Researchers discovered a higher prevalence of conduction disease in patients with idiopathic pulmonary arterial hypertension (PAH) than in patients without PAH and published their results in the Journal of Heart and Lung Transplantation. They also found conduction disease to be independently associated with more severe right heart dilation, older age, and the male sex.

“We retrospectively analyzed the 12-lead [electrocardiograms] of patients attending Royal Papworth Hospital with idiopathic or hereditary PAH up to May 2021,” the authors said. “Conduction disease was seen in 37.1% of patients in the [idiopathic] PAH group compared to 10.8% of the comparator group.”

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In terms of functional impairments, the research team found that the presence of conduction disease was associated with reduced scores on the 6-Minute Walk Distance test and higher Cambridge Pulmonary Hypertension Outcome Review scores across the activity, symptom perception, and quality of life domains.

Mortality was also notably higher in patients with conduction disease, beginning to manifest approximately 10 years after PAH diagnosis. Furthermore, several patients with PAH developed conduction disease during the follow-up period of the study.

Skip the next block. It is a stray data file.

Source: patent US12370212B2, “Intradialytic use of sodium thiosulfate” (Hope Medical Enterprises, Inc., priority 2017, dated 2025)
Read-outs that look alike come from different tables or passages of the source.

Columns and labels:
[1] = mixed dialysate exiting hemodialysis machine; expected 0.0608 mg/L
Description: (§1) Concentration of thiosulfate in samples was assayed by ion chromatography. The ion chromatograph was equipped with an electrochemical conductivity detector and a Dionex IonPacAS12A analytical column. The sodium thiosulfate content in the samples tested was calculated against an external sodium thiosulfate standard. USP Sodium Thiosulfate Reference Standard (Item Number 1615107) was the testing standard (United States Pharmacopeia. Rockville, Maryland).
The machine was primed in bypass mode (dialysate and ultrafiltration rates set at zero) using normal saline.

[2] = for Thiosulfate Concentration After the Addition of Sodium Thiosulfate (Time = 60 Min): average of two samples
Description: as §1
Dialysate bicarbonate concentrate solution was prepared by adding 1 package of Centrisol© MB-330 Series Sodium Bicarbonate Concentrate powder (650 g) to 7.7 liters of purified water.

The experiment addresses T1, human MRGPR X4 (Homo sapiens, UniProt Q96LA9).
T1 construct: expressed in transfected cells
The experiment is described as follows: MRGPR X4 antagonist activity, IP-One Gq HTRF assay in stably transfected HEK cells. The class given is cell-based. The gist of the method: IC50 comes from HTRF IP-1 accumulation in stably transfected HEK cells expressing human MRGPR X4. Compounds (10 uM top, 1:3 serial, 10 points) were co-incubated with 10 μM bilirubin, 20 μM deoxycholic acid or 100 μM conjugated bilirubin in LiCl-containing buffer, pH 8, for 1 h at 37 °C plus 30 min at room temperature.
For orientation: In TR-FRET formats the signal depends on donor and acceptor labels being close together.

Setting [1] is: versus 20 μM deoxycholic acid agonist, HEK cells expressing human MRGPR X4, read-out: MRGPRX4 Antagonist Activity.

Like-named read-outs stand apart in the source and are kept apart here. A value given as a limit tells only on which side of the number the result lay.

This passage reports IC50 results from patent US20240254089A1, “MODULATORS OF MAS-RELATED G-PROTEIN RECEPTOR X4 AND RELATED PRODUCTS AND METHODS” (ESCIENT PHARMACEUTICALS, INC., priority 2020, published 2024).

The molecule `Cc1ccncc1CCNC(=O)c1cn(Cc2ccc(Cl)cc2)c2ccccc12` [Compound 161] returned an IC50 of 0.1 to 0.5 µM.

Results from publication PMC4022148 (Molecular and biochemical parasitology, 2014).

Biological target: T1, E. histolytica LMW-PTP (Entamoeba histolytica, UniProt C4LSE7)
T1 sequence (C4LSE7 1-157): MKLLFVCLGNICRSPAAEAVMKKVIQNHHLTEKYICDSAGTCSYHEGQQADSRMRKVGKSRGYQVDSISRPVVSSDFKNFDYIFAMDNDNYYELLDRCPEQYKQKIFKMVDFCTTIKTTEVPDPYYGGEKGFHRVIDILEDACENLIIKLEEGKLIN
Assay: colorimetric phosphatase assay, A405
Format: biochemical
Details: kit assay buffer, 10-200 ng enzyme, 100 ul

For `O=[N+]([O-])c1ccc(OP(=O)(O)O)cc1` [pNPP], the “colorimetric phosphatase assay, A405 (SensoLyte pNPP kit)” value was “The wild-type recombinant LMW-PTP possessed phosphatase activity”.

The authors also found that in addition to older age, male sex, and more severe right heart dilation, higher N-terminal prohormone of brain natriuretic peptide levels were independently associated with greater functional impairment.

They recommend a more detailed study of the underlying mechanisms of conduction disease in patients with PAH, as well as an assessment of whether treatment of conduction disease would result in improved prognoses and functional abilities.

Reference

Reddy SA, Nethercott SL, Teh W, et al. Prevalence and clinical significance of conduction disease in patients with idiopathic pulmonary arterial hypertension. J Heart Lung Transplant. Published online April 7, 2022. doi:10.1016/j.healun.2022.03.024